Wind-driven rain and mountain snow is expected Thursday into Thursday night across the Northwest.
Rainfall amounts of 1-2 inches are likely across western portions of Washington and Oregon, with locally higher amounts in the Foothills of the Cascades and Olympics.
The rain could bring localized street flooding, especially across low-lying and poor drainage areas.
Strong winds will accompany the rain with wind gusts as times reaching 40-45 mph.
These winds are not expected to be as strong as they were a few days ago when a more powerful storm system rolled through, leaving as many as 145,000 electric customers without power.
However, the strong gusts may still lead to spotty wind damage and localized power outages. Overall, the impacts will not be as great compared the last storm. Winds will decrease Thursday evening into Thursday night.
In the higher elevations, several inches of snow will accumulate in the Olympics, Washington Cascades and northern Rockies through Thursday night.
Snow levels will fall through the day, lowering to 4,000 feet across Washington and 5,000 feet over northern Idaho and western Montana.
Snow levels are expected to remain above Snoqualmie Pass along I-90, but will fall to pass level through Stevens Pass along US 2.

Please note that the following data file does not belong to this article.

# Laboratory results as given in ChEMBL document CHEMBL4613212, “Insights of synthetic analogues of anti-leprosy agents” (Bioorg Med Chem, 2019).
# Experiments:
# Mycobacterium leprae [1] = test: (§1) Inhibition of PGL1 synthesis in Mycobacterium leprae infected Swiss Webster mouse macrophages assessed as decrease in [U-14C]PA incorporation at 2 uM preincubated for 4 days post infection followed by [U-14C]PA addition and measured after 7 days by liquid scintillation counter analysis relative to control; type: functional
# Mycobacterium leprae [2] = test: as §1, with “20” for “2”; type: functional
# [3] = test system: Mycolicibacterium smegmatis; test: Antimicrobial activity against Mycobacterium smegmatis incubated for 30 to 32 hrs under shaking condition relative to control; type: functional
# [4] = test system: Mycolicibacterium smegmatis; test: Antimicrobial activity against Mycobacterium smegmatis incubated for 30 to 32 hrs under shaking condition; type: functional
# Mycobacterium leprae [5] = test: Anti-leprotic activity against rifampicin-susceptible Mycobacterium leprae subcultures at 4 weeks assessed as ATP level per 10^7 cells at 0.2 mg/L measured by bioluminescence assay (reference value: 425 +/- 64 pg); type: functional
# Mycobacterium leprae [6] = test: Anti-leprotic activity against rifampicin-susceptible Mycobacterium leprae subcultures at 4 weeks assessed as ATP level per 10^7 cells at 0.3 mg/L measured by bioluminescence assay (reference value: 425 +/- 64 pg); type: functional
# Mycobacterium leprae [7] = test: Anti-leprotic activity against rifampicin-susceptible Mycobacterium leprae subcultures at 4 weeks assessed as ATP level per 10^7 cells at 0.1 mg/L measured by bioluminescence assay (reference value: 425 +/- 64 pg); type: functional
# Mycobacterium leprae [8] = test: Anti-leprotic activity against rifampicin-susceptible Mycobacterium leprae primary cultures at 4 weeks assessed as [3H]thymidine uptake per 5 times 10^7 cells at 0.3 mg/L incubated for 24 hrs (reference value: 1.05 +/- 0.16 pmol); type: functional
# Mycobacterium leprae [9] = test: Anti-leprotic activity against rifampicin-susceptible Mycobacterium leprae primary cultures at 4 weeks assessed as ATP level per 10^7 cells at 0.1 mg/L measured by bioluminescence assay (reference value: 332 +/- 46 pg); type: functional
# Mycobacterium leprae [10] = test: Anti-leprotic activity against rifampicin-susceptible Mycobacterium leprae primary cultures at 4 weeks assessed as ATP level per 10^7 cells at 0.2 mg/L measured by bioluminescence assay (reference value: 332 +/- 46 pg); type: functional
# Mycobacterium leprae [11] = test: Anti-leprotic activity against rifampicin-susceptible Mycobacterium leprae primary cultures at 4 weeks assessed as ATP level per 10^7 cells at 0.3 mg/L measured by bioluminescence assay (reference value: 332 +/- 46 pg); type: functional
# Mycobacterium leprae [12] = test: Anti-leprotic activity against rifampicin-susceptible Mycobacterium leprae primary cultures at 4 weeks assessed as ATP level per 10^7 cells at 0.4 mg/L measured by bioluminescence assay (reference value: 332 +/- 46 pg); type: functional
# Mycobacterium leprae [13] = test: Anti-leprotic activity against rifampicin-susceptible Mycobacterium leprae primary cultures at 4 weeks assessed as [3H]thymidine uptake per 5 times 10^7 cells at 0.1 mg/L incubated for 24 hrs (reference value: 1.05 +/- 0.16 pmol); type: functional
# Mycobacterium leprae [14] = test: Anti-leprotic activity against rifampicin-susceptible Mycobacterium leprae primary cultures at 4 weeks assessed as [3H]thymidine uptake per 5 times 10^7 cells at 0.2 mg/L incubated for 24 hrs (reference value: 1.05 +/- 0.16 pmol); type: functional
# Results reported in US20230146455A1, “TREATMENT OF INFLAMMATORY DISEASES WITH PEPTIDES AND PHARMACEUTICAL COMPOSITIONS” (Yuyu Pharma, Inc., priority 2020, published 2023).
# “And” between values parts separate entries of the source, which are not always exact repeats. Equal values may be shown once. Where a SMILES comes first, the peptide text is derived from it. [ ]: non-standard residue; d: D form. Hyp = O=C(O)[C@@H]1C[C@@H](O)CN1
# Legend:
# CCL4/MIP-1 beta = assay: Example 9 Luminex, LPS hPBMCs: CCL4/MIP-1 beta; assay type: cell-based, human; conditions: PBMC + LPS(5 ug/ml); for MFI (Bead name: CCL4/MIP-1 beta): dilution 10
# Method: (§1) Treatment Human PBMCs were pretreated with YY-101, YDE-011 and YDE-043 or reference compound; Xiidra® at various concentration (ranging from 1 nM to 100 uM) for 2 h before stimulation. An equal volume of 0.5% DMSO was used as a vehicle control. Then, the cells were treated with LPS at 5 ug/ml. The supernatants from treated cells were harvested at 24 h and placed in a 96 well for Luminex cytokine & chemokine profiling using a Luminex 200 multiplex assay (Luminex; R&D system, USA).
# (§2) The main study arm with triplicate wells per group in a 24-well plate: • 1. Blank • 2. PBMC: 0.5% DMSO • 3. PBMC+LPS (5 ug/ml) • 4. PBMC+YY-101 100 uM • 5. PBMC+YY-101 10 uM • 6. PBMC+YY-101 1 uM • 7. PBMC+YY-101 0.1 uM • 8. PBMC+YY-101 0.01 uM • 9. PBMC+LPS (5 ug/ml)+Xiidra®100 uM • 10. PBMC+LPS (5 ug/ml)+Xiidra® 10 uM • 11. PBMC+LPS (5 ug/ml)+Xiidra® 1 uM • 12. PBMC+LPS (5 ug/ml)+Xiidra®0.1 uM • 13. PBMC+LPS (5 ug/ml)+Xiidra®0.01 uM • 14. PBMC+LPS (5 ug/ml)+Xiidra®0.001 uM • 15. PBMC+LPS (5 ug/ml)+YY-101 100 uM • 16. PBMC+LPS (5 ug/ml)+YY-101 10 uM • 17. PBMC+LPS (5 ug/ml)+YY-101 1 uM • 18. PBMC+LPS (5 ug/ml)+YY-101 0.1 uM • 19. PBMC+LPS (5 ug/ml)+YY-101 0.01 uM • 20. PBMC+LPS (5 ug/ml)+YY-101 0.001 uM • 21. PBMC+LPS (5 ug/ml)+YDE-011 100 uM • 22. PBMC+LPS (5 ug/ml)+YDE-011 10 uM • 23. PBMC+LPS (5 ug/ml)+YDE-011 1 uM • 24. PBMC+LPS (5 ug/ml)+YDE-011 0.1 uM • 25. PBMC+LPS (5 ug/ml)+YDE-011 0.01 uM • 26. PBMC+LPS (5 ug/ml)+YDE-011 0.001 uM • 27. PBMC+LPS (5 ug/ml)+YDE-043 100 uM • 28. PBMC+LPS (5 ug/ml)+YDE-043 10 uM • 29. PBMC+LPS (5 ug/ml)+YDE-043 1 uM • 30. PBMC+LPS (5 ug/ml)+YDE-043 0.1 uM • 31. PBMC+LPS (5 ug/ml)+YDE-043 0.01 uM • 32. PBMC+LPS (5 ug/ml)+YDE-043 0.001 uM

On Friday, the system will track across the northern Plains, leaving behind only a few showers and some snowflakes in the mountains.
This pattern of quick-moving systems appears as though it will continue all the way into mid-November before shifting, favoring large, slow-moving storms.
Comments that don't add to the conversation may be automatically or manually removed by Facebook or AccuWeather. Profanity, personal attacks, and spam will not be tolerated.
The first days of spring featured a major winter storm to the northeastern United States, bringing travel to a halt and leading to widespread school cancellations across the region.
For the fourth time this month, a major nor'easter is tracking through the Northeast, packing roads with snow and prompting officials to cancel school across the region.
Following an atmospheric river and an elevated risk of flash flooding and mudslides into Thursday, a drying trend will begin this weekend and take hold next week in California.
Volcanic eruptions can influence climate and global temperature because of the gases and dust particles spewed into the atmosphere during the eruption.
The mercury will rise next week, bringing the first major heat wave for several cities across India by late-week.
Following several rounds of cold air, drier and milder weather is on the way for Germany this weekend.
Enough cold air will linger in the wake of the spring snowstorm and nor'easter to cause nightly freeze-ups and patchy icy spots in parts of the Midwest and Northeast.